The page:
How To: Boil Pasta
I don't care how many Italian grandmothers you have, there's enough myths about boiling pasta to fill a phone app, albeit not a useful one. Tossing pasta into hot water works perfectly for a talented few, but even so, there's a reason they're so lucky.
Most important is to start with the right stuff. I'll take a New York pizza over a Roman pie any day, but Italians make better pasta. De Cecco is easily the best pasta you can find in a regular supermarket, and if you can't find it on the shelf, then you may wish to settle for...nevermind, just leave the store and find De Cecco somewhere else. It's reasonably priced now, since the Euro took a dive.
Water--you can use a gallon per pound of pasta, which is preferable, but not necessary. The idea is to dilute the starches so the pasta doesn't stick together, but stirring the pasta at the right time does a better job of it. I only use enough water to cover the pasta by an inch.
Olive Oil--it's unnecessary in the boiling water. It floats on top, so it's not going to do a fabulous job of keeping the pasta from sticking. My Italian friend Paola told me oil keeps the water from boiling over, but that's not necessary either, as we'll see.
Salt--a tablespoon of it will deter the stickiness of the starches, and the pasta will absorb some of it for seasoning. Don't toss it into boiling water before the pasta, as salt causes the water to well up dangerously.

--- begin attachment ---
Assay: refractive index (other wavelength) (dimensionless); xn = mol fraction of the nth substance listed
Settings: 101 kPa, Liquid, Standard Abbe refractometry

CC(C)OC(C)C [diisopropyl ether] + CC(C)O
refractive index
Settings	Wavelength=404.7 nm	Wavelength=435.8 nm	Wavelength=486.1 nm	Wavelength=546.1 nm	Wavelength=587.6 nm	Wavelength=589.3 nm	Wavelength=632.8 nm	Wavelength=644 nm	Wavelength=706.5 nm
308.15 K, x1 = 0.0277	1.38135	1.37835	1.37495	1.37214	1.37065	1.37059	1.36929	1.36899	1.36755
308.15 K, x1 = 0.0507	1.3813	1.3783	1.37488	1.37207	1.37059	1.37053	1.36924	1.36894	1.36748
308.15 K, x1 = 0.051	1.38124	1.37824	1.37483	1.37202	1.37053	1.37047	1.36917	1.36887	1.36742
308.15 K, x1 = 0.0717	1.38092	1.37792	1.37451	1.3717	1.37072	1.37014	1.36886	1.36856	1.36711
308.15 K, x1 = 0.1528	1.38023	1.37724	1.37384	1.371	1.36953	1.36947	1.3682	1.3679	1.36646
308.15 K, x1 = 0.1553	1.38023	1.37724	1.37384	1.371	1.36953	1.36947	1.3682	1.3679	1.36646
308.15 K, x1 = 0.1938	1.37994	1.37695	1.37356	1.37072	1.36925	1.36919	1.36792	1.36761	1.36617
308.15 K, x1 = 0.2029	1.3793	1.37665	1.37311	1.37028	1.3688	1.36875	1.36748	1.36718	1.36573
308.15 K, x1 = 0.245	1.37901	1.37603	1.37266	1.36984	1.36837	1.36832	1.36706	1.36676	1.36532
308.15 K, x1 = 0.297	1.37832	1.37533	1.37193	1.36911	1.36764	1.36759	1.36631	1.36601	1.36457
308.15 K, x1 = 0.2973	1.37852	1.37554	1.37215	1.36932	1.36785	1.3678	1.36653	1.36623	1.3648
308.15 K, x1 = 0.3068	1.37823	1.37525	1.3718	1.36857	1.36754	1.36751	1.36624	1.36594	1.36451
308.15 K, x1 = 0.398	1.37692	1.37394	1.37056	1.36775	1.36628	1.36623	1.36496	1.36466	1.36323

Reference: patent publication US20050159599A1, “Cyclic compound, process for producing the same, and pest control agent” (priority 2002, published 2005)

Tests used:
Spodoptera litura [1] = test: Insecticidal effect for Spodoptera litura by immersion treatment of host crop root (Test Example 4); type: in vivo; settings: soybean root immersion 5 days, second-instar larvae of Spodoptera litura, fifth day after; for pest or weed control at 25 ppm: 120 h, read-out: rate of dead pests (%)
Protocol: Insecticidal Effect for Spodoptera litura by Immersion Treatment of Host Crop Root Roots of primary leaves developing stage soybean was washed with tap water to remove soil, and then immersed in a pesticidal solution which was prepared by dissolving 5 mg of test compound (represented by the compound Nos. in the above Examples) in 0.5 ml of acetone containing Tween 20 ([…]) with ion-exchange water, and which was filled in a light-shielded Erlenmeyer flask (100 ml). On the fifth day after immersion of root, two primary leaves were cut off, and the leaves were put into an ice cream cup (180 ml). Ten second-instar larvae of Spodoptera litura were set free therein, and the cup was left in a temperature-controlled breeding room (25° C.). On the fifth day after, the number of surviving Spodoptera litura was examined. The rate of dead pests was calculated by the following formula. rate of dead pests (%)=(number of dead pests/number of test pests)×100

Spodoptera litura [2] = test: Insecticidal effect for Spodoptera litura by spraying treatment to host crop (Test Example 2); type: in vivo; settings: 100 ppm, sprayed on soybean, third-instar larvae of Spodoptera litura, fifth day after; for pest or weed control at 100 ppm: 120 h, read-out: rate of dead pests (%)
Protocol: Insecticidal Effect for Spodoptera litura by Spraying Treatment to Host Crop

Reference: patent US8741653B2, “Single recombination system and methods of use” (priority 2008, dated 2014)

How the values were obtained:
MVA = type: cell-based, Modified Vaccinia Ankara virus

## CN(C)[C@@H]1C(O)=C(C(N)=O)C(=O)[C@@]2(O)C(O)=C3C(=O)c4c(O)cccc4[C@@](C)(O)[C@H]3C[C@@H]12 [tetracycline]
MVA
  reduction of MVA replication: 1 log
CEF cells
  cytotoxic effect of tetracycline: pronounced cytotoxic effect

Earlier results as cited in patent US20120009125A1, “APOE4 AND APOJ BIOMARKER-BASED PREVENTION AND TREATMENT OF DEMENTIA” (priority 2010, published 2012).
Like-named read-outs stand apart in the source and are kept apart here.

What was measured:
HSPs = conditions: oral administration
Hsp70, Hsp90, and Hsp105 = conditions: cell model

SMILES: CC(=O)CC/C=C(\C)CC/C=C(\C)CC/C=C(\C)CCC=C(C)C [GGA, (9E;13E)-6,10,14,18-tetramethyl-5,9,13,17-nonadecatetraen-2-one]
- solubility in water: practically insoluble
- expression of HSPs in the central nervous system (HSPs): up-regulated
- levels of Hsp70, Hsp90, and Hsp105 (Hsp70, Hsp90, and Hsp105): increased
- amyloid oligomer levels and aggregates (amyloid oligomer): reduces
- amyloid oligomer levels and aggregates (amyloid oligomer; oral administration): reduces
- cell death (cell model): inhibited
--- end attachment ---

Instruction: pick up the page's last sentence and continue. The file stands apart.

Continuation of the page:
Pasta--after the water boils, reduce the heat to medium (so your hand doesn't get steamed) then toss in the pasta. If it's straight noodles, I twist my hand back and forth, and drop it in a radial pattern to keep it from sticking. Turn the heat back up until the water boils again.
Stir immediately after dropping the pasta in. That's when sticky starches are released, at the beginning of the cooking. This is a good time to stir in the salt. Stir after one minute, as this is when more sticky starches are released, and stir again after two minutes, for the same reason.
At this point, you could turn off the water, and the pasta will have enough heat to cook. I still don't believe it, so I keep the water at a minimum boil, uncovered.
You may need extra minutes, as much as an additional half as much time for De Cecco, because the listed times on the box are for al dente, which is not to some American tastes (including mine).
When time's up, save a half-cup of the starchy water if you need it for your pasta dish. Pour out as much water as you can before the pasta starts to spill out of the pot, then add an inch of cold water to dilute the starches without making the pasta cold, then drain completely. Any residual water will evaporate. Do not run cold water over the pasta, as this will make it cold and slippery and wash away lots of flavor.
Italians usually add a sauce right away, but if you are serving the pasta later, stir in a small pat of butter or a spoon of olive oil to further ensure it won't stick together. Pasta keeps from three to five days in the refrigerator.
Get the Food & Drink Newsletter
Our weekly guide to Houston dining includes food news and reviews, as well as dining events and interviews with chefs and restaurant owners.